Businesses

Information about the history of Chattanooga businesses, and historical Chattanooga businesses

The Zarzours: Tennessee Home Cooking, Lebanese-Syrian Style

(chattanoogahistory.net) – The Zarzour family arrived in Chattanooga, Tennessee in the early 20th century as part of the first wave of Lebanese-Syrian immigration, and came to be as “all American” and “down home” Tennessee as any family in the city. They settled in the city, remained there, and flourished as small business owners.

At the time the first immigrants from Lebanon began to arrive in the United States in the mid 19th century, Lebanon was a part of the Ottoman Turkish province of Syria. READ MORE

Posted by chatthistadmin in Businesses, People, 0 comments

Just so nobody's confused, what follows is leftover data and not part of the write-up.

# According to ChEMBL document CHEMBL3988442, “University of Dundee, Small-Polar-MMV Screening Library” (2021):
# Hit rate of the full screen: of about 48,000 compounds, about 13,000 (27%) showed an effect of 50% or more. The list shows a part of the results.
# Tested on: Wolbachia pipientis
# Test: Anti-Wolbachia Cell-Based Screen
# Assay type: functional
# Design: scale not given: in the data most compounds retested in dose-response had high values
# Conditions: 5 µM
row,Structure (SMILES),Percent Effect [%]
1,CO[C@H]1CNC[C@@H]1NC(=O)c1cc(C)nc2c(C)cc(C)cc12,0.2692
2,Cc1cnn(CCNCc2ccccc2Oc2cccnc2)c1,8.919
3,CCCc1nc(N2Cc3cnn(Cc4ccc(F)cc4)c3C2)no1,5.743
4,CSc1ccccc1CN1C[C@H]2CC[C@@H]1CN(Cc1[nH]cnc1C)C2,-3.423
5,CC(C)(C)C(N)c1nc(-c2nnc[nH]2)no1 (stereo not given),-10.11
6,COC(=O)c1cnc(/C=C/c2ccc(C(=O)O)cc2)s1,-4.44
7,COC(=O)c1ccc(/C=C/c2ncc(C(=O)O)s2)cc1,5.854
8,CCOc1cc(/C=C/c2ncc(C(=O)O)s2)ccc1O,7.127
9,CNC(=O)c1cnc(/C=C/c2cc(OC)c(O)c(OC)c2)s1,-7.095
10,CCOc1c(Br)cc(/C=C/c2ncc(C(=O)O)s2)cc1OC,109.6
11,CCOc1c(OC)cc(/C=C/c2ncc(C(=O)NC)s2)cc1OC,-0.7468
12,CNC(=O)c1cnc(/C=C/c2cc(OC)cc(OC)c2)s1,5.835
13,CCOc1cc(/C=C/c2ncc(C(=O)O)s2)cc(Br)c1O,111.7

Remembering Camera & Craft: Pioneer Chattanooga Photo Store

(chattanoogahistory.net) – The digital era obliterated the photography speciality store. Most people today own no camera other than their smart phone. If they want a dedicated one, they buy it at a “big box” retailer, or order it online, and learn how to operate it watching YouTube.

Yet even as the dot.com internet boom lit up the dawn of the 21st century against a twilight of film photography, in 2000 Chattanooga still had a few “brick and mortar” retailers selling nothing but cameras and film, and staffed by clerks who knew how to operate the equipment, and teach customers how. Regional chains like Wolf Camera,¬†with suburban mall stores in Northgate and Hamilton Place, still offered classes to budding photographers about the photographic craft. In the last 16 years, every one of them closed. Superior Camera Service was the last, in 2015, and when it did, the era of the full service photography speciality shop ended in Chattanooga, probably forever.

Superior Camera may have been the last, but Camera & Craft was one of the first stores opened in Chattanooga with a business model, from the beginning, to sell both camera equipment and offer photographic instruction to it’s customers. READ MORE

Posted by chatthistadmin in Businesses, 0 comments